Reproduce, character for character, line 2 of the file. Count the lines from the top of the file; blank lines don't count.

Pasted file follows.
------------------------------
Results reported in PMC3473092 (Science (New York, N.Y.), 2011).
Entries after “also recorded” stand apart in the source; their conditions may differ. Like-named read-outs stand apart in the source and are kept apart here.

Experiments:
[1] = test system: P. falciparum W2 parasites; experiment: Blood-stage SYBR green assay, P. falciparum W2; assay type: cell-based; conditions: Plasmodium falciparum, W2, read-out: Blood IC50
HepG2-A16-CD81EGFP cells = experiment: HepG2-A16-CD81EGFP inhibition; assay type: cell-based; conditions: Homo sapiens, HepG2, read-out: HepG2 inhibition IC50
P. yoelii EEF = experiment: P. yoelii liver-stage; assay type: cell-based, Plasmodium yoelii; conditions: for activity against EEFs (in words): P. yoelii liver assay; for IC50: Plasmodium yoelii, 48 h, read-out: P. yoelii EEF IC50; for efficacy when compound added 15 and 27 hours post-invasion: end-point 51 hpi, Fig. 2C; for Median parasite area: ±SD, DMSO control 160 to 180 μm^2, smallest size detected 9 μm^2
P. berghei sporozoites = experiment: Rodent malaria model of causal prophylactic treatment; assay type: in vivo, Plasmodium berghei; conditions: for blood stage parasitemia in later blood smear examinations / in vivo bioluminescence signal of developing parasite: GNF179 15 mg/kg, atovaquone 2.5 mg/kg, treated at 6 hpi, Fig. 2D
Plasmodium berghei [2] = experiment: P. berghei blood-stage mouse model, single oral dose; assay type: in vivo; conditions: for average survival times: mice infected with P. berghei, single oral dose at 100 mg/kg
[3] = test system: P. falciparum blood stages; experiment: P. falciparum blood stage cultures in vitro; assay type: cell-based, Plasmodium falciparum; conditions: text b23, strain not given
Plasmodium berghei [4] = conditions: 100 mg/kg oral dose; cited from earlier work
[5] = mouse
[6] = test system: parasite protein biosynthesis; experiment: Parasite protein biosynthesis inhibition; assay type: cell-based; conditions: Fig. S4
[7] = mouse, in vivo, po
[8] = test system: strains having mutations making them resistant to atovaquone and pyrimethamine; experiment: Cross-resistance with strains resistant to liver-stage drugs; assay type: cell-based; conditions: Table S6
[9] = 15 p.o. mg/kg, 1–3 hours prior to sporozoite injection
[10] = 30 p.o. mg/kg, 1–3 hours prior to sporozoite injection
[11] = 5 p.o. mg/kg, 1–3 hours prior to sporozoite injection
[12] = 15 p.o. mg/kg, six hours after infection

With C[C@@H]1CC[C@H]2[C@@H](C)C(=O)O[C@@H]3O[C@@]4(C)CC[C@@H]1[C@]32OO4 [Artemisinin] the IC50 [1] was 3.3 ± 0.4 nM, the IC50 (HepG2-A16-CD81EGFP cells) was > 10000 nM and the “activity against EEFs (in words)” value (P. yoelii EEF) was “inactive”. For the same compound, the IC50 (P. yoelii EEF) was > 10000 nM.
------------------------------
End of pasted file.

Entries after “also recorded” stand apart in the source; their conditions may differ. Like-named read-outs stand apart in the source and are kept apart here.